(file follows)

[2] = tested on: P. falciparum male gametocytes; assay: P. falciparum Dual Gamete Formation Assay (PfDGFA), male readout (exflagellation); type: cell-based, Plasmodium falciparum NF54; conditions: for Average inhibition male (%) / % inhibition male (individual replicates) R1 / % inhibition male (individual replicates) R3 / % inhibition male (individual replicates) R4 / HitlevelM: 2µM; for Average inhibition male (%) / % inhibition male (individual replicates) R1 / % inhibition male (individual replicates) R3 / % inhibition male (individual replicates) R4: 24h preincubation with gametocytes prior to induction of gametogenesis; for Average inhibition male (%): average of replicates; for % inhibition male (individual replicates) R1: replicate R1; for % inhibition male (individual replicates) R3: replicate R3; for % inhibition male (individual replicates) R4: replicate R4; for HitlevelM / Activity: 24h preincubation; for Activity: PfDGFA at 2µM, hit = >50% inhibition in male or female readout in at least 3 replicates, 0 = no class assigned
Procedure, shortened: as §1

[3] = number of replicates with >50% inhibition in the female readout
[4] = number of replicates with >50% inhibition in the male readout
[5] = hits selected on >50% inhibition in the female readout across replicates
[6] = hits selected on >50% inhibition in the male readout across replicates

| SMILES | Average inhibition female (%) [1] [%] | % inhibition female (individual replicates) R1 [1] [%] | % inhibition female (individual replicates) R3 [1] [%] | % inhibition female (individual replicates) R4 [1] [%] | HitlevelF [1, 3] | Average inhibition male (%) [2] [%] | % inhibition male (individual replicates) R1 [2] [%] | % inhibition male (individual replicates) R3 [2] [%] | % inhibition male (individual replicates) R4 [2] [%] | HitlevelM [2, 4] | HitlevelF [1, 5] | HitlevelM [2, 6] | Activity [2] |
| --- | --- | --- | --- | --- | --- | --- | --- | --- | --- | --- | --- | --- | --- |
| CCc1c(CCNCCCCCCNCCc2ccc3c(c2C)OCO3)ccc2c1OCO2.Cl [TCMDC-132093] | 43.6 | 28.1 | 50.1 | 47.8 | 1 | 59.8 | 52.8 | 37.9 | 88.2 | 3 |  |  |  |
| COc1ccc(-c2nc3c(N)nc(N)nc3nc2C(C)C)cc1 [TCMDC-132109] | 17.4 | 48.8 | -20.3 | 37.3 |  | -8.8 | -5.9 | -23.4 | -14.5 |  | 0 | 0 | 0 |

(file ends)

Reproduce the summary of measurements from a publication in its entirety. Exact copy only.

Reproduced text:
[2] = tested on: P. falciparum male gametocytes; assay: P. falciparum Dual Gamete Formation Assay (PfDGFA), male readout (exflagellation); type: cell-based, Plasmodium falciparum NF54; conditions: for Average inhibition male (%) / % inhibition male (individual replicates) R1 / % inhibition male (individual replicates) R3 / % inhibition male (individual replicates) R4 / HitlevelM: 2µM; for Average inhibition male (%) / % inhibition male (individual replicates) R1 / % inhibition male (individual replicates) R3 / % inhibition male (individual replicates) R4: 24h preincubation with gametocytes prior to induction of gametogenesis; for Average inhibition male (%): average of replicates; for % inhibition male (individual replicates) R1: replicate R1; for % inhibition male (individual replicates) R3: replicate R3; for % inhibition male (individual replicates) R4: replicate R4; for HitlevelM / Activity: 24h preincubation; for Activity: PfDGFA at 2µM, hit = >50% inhibition in male or female readout in at least 3 replicates, 0 = no class assigned
Procedure, shortened: as §1

[3] = number of replicates with >50% inhibition in the female readout
[4] = number of replicates with >50% inhibition in the male readout
[5] = hits selected on >50% inhibition in the female readout across replicates
[6] = hits selected on >50% inhibition in the male readout across replicates

| SMILES | Average inhibition female (%) [1] [%] | % inhibition female (individual replicates) R1 [1] [%] | % inhibition female (individual replicates) R3 [1] [%] | % inhibition female (individual replicates) R4 [1] [%] | HitlevelF [1, 3] | Average inhibition male (%) [2] [%] | % inhibition male (individual replicates) R1 [2] [%] | % inhibition male (individual replicates) R3 [2] [%] | % inhibition male (individual replicates) R4 [2] [%] | HitlevelM [2, 4] | HitlevelF [1, 5] | HitlevelM [2, 6] | Activity [2] |
| --- | --- | --- | --- | --- | --- | --- | --- | --- | --- | --- | --- | --- | --- |
| CCc1c(CCNCCCCCCNCCc2ccc3c(c2C)OCO3)ccc2c1OCO2.Cl [TCMDC-132093] | 43.6 | 28.1 | 50.1 | 47.8 | 1 | 59.8 | 52.8 | 37.9 | 88.2 | 3 |  |  |  |
| COc1ccc(-c2nc3c(N)nc(N)nc3nc2C(C)C)cc1 [TCMDC-132109] | 17.4 | 48.8 | -20.3 | 37.3 |  | -8.8 | -5.9 | -23.4 | -14.5 |  | 0 | 0 | 0 |